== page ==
“At a minimum, states are expected to inform individuals whose coverage was terminated after March 18, 2020, of their continued eligibility and encourage them to contact the state to reenroll,” according to CMS guidance related to the continuous enrollment requirement in the pandemic law. “Where feasible, states should automatically reinstate coverage for individuals terminated after March 18, 2020, and should suspend any terminations already scheduled to occur during the emergency period. Coverage should be reinstated back to the date of termination.”

The plaintiff’s attorneys argued that Trump’s HHS violated the Administrative Procedures Act in its implementation of the regulation and that enforcement by the Biden administration is continuing to cause “irreparable harm.”

Lawyers for the defendant argued against certifying the nationwide class and did not believe that such harm would be caused because plaintiffs did not demonstrate that all or most people “will forgo medical care” without relief from the court.

They also argued that ending the 2020 rule could prompt states to pass on the enhanced Medicaid funding instead of reinstating coverage. But the judge considered that to be speculative and noted that the defendant said CMS did not know of a state willing to do that.

The judge ultimately certified the class under a narrower scope and agreed with the plaintiffs in his ruling that irreparable harm would be caused if there is “a denial of needed health care” because of the 2020 rule.

Sheldon Toubman, an attorney working with Disability Rights CT, said there were more than 11,000 people in Connecticut who saw Medicaid cuts as of August and there are likely several thousand more seeing reductions since then.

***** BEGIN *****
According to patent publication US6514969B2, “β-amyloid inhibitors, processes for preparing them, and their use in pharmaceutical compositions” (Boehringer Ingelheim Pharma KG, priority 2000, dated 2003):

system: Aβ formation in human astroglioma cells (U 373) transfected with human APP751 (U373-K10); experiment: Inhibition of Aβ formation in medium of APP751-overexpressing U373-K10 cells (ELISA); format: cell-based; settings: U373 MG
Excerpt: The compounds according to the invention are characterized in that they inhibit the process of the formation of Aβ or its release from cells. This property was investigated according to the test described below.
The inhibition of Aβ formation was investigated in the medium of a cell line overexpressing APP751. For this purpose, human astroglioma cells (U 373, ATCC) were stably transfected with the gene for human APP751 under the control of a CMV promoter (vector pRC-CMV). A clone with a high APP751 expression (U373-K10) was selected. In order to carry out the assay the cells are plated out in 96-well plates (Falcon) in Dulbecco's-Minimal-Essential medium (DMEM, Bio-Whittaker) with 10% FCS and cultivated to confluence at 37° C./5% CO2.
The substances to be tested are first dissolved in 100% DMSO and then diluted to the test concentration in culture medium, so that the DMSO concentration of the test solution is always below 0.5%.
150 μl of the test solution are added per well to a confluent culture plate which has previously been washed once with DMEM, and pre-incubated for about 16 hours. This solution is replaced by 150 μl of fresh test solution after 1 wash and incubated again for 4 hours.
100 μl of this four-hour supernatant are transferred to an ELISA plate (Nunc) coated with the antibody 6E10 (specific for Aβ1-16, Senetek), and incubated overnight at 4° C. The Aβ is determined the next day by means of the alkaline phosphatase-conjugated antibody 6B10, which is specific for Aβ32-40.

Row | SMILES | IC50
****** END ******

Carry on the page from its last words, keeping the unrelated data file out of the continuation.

The initial plaintiffs, who are all residents of Connecticut with severe health complications, lost their Medicaid coverage when they became eligible for the Medicare Savings Program. Since filing the lawsuit, two of the three named plaintiffs — Brenda Moore and Deborah Carr — were able to temporarily keep their benefits since they requested a temporary mandatory restraining order for immediate relief.

Moore, a New Haven resident who has a vascular disease and other health problems, said her aide helps her with everything from getting out of bed, getting dressed and preparing meals. Without the assistance from Medicaid, Moore said she would not be able to keep receiving care from her aide.

“It’s vital to disabled people that we get this help. They cut off people like us who don’t get a lot of money a month and have other bills to pay and try to make sure to pay for an aide on our own. We can’t because it doesn’t cover it,” Moore said back in August.

While those affected by the interim final rule should get their benefits restored, they are only guaranteed until the end of March when Medicaid coverage will start getting reassessed.

But Toubman said it is likely those recipients will continue to get coverage for at least a few more months and possibly for another year as Connecticut and states go through the unwinding process. Under the government funding package Congress passed last year, the law ends the requirement of continuous Medicaid enrollment as the national public health emergency is set to end in May.

States like Connecticut can take 12 to 14 months to complete it.

Millions of Medicaid recipients are at risk of losing coverage since the number ballooned during the pandemic and kept people on the plan even if they were no longer eligible because of changes to their income or family.

CMS is recommending that states use the full window starting on April 1 to review all enrollees and make redeterminations of their Medicaid. During this time, states will not lose their enhanced funding to keep people on the rolls until the end of the year. This timeline is supposed to prevent quick terminations of coverage as well as losses in funding for states.

Connecticut detailed its plan last summer for how to phase out the pandemic-era Medicaid requirement and return to regular operations. According to the state Department of Social Services, over 970,000 people were enrolled in full HUSKY coverage as of May 31, 2022.

The agency said it “will employ a 12-month staggered renewal schedule using primarily an age-based approach.”

Lisa Hagen is CT Mirror and CT Public's shared Federal Policy Reporter. Based in Washington, D.C., she focuses on the impact of federal policy in Connecticut and covers the state’s congressional delegation. Lisa previously covered national politics and campaigns for U.S. News & World Report, The Hill and National Journal’s Hotline. She is a New Jersey native and graduate of Boston University.